Reye's Syndrome Overview
What is Reye's syndrome?
A child with Reye's syndrome has damage to the brain and the liver. The cause of Reye's syndrome is unknown, but Reye's syndrome seems to occur only in a small number of children who take aspirin during a viral infection. Reye's syndrome is extremely rare in the US: only 2 cases occur per year.
What are the symptoms of Reye's syndrome?
Initial symptoms of Reye's syndrome include vomiting, right upper abdominal pain, fatigue, headache, neck pain, and excessive sleepiness. Symptoms of worsening Reye's syndrome include jaundice, confusion and seizures.
How does the doctor treat Reye's syndrome?
Treatment for Reye's syndrome includes intravenous fluids, oxygen therapy, and medications. Treatment for severe Reye's syndrome may include anticonvulsant medications, kidney dialysis, and a ventilator to support breathing.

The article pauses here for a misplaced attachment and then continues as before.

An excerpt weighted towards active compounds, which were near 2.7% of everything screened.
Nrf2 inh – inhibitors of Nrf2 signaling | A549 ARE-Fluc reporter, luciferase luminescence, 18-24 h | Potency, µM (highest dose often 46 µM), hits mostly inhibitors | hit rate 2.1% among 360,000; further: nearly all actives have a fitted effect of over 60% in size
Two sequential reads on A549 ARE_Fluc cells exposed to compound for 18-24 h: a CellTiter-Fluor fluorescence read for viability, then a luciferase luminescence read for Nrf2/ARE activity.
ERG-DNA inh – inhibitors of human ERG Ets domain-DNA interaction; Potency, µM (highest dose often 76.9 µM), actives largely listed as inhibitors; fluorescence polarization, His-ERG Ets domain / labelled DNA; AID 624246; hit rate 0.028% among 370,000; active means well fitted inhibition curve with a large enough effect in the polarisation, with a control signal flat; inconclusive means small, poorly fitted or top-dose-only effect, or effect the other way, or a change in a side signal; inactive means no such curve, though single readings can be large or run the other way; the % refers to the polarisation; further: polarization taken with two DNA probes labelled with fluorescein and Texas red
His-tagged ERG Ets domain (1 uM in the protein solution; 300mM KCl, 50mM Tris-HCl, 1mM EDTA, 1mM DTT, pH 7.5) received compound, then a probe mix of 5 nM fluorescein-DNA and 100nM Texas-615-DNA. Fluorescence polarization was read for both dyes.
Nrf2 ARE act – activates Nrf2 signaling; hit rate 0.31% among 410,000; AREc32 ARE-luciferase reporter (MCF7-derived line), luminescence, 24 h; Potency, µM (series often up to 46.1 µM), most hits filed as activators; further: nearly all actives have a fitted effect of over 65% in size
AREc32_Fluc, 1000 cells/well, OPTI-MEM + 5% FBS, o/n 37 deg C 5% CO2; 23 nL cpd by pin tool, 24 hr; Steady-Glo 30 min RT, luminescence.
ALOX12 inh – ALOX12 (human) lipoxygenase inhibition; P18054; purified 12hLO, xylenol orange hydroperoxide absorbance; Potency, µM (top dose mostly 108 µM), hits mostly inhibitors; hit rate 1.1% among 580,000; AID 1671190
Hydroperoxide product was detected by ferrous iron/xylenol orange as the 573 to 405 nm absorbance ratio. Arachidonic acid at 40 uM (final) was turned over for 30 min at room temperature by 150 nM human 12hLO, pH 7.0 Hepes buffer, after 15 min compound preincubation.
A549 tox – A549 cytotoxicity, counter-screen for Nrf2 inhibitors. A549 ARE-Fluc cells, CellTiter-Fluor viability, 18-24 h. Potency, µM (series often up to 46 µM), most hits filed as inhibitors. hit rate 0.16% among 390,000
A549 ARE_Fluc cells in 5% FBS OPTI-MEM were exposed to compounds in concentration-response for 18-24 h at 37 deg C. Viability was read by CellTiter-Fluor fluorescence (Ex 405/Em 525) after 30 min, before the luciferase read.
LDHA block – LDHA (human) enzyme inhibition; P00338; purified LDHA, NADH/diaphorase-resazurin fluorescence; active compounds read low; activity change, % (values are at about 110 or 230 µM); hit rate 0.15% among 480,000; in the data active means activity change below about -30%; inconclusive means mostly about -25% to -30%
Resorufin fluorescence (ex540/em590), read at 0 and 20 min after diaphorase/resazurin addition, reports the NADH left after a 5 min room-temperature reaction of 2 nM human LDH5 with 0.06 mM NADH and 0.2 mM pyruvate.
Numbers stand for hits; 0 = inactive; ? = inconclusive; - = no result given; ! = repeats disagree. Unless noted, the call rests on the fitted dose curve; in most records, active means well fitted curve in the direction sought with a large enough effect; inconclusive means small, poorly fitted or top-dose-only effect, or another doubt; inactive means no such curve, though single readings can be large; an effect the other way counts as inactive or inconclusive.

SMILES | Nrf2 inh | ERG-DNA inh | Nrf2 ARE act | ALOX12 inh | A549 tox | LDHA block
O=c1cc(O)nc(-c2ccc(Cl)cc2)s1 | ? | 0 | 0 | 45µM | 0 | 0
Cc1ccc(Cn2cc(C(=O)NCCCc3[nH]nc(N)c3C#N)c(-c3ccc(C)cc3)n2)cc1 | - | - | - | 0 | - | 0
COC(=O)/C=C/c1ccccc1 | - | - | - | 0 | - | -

Continue to Reye's Syndrome Incidence
- Belay ED, Bresee JS, Holman RC, Khan AS, Shahriari A, Schonberger LB. Reye's syndrome in the United States from 1981 through 1997. N Engl J Med. 1999 May 6;340(18):1377-82. 
- Bhutta AT, Van Savell H, Schexnayder SM. Reye's syndrome: down but not out. South Med J. 2003 Jan;96(1):43-5. 
- Hardie RM, Newton LH, Bruce JC, Glasgow JF, Mowat AP, Stephenson JB, Hall SM. The changing clinical pattern of Reye's syndrome 1982-1990. Arch Dis Child. 1996 May;74(5):400-5. 
- Orlowski JP. Whatever happened to Reye's syndrome? Did it ever really exist? Crit Care Med. 1999 Aug;27(8):1582-7.